Babri Masjid case: Shia waqf board's effort at religious harmony has created acrimony among Muslims

 

The affidavit recently filed by Uttar Pradesh Shia Central Waqf Board in the Ram Janmabhoomi-Babri Masjid case has created a churn in the Muslim community. Shia Central Waqf Board chairman Wasim Rizvi, in his affidavit filed in Supreme Court, has petitioned that a mosque can be built in a Muslim-dominated area at a reasonable distance from the disputed site in Ayodhya to ensure peace. Significantly, this is a never-before move by a Muslim body which is being framed in two diametrically different fashions—a reconciliatory effort for the much-needed Hindu-Muslim harmony and a nasty bid to stir up the Shia-Sunni sectarian acrimony.

Representational image. Reuters

Representational image. Reuters

A section of the community consisting of a few progressive Shiite and Sunni thinkers have attached significance to this 'reconciliatory step' as an opening of a new chapter in Hindu-Muslim harmony in India and, thus, a starting point for a negotiated settlement of the Ram Janmabhoomi-Babri Masjid dispute. Viewed from this perspective, it will certainly go down well in Indian history as a constructive development on the case that has been a flashpoint between Hindus and Muslims since 1992. The affidavit filed by the Shia Central Waqf board says: “In response to the opinion expressed by the court and considering the Muslim tenets of living in peace and harmony and respecting the religious sentiments of the Hindu community, we are ready and willing to initiate steps for a peaceful settlement of the case."

But a large number of the clergymen from the two Islamic sects — Shia and Sunni — have slammed the move as a sectarian slugfest of the Shia Central Waqf Board ‘disbanded by the Uttar Pradesh government’. They call it an attempt to gain the majoritarian sympathy and, hence, do not believe it as the opinion of the whole Shiite sect in India. Thus, the Shia Central Waqf Board’s step, which appeared 'reconciliatory' to peace and dialogue, has been discredited by both Sunni and Shia clerics as 'illegal and irreligious’.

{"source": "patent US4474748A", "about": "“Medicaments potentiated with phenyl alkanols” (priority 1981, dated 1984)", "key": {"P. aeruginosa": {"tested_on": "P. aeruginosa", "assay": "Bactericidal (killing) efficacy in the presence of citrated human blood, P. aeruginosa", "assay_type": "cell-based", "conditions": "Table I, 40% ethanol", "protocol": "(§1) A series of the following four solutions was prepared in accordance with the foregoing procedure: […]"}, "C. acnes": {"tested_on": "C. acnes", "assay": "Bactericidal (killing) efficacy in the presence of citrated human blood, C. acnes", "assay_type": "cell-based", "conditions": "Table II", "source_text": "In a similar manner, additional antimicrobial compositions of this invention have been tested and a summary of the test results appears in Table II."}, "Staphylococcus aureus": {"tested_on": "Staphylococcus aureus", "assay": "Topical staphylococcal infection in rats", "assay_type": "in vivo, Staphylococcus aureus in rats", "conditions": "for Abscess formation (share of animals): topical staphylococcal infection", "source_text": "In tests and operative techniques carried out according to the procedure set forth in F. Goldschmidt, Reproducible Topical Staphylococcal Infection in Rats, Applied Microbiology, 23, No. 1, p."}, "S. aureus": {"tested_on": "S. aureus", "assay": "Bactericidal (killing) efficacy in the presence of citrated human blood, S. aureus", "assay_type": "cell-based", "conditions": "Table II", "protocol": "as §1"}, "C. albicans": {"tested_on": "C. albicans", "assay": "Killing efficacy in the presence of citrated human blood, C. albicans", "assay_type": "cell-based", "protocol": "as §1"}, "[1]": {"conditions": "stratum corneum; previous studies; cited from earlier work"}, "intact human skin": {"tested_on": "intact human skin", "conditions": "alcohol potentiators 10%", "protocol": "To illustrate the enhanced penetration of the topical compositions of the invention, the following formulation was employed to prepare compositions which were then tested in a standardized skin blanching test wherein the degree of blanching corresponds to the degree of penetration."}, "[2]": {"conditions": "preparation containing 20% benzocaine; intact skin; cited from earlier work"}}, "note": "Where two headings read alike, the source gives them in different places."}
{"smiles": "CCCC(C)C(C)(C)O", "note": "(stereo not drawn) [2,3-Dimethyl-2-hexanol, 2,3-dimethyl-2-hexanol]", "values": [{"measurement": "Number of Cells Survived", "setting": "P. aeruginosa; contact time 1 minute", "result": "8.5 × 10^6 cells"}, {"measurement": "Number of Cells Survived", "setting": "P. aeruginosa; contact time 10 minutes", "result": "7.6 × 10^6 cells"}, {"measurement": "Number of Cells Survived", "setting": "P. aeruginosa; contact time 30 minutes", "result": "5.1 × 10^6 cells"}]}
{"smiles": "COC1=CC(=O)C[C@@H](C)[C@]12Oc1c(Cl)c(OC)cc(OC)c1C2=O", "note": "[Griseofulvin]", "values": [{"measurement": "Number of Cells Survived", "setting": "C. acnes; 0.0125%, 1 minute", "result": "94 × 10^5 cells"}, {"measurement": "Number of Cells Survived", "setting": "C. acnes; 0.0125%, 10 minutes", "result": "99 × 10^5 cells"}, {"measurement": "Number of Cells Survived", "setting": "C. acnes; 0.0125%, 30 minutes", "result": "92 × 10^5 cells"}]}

Surprisingly, the leading Shia clergy — members of the executive and advisory committee of Majlis-e-Ulama-e-Hind (MUH), a national outfit of Shia clergy — has issued a hard-hitting statement: "The affidavit is nothing but to create a rift between the two communities and has no religious or legal sanctions. A mosque is not owned by anyone and the board is merely its caretaker. A mosque has no Shia or Sunni character either and is for the worship of Allah. Only its caretaker can be (a) Shia or (a) Sunni," said general secretary of MUH, Maulana Kalbe Jawad, as The Times of India reported.

But a closer look at the Shia Central Waqf Board affidavit reveals that it does not merely focus on the Shia-Sunni acrimony in the Babri Masjid ownership. Rather, it mainly seeks to highlight the 'extremist', 'hardcore' and 'intolerant' elements in the Uttar Pradesh Sunni Central Waqf Board. It reads: "It is submitted that the Uttar Pradesh Sunni Central Waqf Board is under the dominant control of Sunni hardliners, the fanatics and non-believers in peaceful co-existence, who have no stake in the present case…."

On Thursday, the Uttar Pradesh Sunni Central Waqf Board’s chairman Zufar Ahmad Faruqi has strongly responded to the allegations asking the Shia Central Waqf Board to make it clear as to who it is referring to as sakhtgeer and  jununi (extremist and fanatic) and "non-believers in peace". "There is not a single person in the Uttar Pradesh Sunni Central Waqf Board who can be charged with such heinous allegations," he averred.

“The Shia Central Waqf Board is known for its false allegations against the ulema (clerics) of its own sect, let alone the Sunni outfits...there is no iota of corruption in the Uttar Pradesh Sunni Central Waqf Board which represents the Babri Masjid case in a just and fair manner," Faruqi said, as reported in the Urdu daily, Inquilab on 11 August.